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Response to the beheading

Don Stadler
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Waking up this morning the news was about the poor clueless 'businessman' whose beheading was shown on the internet.
Since I read the story I've been thinking of what form a proper punishment should be for this inhuman act. At first I thought a public hanging (available on the internet) was indicated, but I've reconsidered.
Give them a trial or a tribunal, or whatever. When guilt is established put them down like mad dogs. Privately.
Ashok Mash
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As I once posted before, punish them by administering some painful method of torture until they repent and attempts suicide, and then make them donate their body parts to people in need around the world, under local anaesthesia � they should see and know each part they are donating. Thats my view.


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Don Stadler
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Nah. That gives them too much importance, in my view. They have denied their own humanity with this act, so treat them with the same dispatch and mercy we would any other mad dog.
Ashok Mash
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Originally posted by Ashok Mash:
.. they should see and know each part they are donating. Thats my view.

I meant to say, all their body parts, killing them in the process. There are too many good people suffering around the world, and this will help them good ones and eliminate the nasty ones.
John Smith
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I wonder if Amma would approve.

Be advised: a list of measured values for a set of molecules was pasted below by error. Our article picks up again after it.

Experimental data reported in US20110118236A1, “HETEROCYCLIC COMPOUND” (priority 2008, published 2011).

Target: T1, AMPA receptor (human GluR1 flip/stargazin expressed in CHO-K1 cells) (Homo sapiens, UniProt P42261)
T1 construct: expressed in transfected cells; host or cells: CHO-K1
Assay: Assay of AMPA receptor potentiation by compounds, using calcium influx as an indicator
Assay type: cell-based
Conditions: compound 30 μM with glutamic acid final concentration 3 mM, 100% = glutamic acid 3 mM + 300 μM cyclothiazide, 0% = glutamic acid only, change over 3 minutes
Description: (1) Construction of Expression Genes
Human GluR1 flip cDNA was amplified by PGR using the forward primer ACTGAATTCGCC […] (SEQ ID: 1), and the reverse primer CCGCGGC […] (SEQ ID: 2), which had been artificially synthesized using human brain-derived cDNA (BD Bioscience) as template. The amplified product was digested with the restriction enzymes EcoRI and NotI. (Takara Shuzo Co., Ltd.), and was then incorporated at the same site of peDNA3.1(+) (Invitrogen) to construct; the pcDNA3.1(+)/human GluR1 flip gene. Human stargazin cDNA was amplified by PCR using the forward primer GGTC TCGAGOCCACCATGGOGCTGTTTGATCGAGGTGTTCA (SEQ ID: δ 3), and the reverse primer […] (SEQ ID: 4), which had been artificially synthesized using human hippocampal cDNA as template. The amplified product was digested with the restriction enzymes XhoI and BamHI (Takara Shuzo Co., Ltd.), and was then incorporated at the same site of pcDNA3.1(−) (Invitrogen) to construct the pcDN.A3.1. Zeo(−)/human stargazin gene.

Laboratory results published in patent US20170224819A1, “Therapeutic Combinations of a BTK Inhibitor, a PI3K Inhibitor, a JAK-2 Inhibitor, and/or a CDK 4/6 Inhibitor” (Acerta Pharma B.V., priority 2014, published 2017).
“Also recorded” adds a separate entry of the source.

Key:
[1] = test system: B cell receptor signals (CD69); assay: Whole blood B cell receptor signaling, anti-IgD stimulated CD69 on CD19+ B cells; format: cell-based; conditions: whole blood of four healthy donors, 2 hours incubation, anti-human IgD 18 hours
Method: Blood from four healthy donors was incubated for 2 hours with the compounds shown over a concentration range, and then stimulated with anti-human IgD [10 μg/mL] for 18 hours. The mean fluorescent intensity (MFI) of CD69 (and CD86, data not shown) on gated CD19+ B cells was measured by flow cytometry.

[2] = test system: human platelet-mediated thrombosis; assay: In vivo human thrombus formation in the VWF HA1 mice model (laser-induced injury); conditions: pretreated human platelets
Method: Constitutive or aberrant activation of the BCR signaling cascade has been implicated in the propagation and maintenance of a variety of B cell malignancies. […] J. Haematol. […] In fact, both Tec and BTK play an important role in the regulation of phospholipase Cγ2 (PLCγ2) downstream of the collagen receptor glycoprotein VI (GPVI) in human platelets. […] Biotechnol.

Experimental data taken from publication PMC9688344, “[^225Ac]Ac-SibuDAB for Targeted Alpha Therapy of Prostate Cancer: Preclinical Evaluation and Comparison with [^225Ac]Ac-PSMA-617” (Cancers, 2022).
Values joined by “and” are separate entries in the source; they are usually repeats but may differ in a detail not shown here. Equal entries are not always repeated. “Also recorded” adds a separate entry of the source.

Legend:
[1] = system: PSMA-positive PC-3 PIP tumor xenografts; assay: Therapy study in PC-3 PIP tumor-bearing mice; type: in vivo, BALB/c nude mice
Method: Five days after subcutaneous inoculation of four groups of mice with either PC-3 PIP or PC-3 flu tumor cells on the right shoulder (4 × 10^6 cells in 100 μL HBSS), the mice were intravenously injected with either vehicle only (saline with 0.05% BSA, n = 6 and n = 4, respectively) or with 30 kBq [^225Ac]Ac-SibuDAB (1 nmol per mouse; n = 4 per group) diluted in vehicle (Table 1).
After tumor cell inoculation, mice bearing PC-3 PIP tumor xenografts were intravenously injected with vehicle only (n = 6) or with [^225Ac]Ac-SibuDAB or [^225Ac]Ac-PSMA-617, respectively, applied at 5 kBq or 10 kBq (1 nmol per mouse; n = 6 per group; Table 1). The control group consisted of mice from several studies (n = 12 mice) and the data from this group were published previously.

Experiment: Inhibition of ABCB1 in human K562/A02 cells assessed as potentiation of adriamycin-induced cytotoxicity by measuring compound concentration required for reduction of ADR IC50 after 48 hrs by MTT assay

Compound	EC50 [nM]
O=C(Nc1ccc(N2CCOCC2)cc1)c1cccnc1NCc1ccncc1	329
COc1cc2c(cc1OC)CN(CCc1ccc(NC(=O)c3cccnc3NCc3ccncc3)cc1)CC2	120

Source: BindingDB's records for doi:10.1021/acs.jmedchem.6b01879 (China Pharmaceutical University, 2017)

Ashok Mash
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Originally posted by Eugene Kononov:
I wonder if Amma would approve.

I don't this she would; but that was my personal opinion.
[ May 12, 2004: Message edited by: Ashok Mash ]
Joe King
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I wouldn't kill them - its not much of a punishment is it? Its not like they can suffer it they're dead. Instead, chuck them in a prison... maybe run by some specially selected "defence contracters".
On the subject of coalition run prisons, how long before one has cameras installed and becomes the subject of the latest reality-tv show? :roll:
Don Stadler
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Originally posted by Joe King:
I wouldn't kill them - its not much of a punishment is it? Its not like they can suffer it they're dead. Instead, chuck them in a prison... maybe run by some specially selected "defence contracters".
On the subject of coalition run prisons, how long before one has cameras installed and becomes the subject of the latest reality-tv show? :roll:

Exactly, Joe. Putting them down is more merciful for everyone involved - as well as the mad dogs themselves.....
Jeroen Wenting